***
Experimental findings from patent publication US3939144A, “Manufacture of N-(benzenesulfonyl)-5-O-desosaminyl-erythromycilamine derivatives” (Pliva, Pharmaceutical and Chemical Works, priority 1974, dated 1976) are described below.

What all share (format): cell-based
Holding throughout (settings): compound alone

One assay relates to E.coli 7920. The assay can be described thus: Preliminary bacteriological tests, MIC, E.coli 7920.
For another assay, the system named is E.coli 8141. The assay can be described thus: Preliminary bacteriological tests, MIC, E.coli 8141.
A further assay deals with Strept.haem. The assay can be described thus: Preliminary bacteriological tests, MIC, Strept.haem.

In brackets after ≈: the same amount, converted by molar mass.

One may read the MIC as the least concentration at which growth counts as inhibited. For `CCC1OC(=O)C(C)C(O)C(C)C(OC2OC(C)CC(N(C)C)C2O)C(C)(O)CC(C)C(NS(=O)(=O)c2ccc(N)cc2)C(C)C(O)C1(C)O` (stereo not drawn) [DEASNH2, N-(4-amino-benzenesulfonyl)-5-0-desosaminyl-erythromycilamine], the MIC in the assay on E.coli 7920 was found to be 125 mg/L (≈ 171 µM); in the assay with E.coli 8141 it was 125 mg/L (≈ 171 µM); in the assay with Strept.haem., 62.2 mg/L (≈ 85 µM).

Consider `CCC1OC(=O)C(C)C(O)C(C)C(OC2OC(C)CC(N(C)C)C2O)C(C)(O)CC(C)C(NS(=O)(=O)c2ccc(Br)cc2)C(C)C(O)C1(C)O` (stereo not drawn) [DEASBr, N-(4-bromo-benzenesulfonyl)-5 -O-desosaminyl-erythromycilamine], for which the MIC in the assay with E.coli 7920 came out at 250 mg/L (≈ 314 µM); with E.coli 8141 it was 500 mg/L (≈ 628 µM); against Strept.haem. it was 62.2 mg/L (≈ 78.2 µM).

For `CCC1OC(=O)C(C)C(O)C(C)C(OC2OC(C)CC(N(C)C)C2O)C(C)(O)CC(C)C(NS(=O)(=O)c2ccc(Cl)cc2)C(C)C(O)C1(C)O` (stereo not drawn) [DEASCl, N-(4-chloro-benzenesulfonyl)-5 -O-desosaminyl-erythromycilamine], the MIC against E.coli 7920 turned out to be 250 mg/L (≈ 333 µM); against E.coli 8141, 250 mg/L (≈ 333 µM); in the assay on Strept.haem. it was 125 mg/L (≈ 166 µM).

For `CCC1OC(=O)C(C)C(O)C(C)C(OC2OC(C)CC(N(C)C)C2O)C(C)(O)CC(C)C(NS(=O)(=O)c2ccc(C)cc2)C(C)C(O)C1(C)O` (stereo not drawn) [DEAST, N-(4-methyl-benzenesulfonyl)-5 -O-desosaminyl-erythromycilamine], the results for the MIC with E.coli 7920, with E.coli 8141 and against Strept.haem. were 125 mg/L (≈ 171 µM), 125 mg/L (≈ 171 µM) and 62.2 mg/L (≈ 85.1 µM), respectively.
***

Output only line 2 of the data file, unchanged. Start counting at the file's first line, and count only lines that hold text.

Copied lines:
What all share (format): cell-based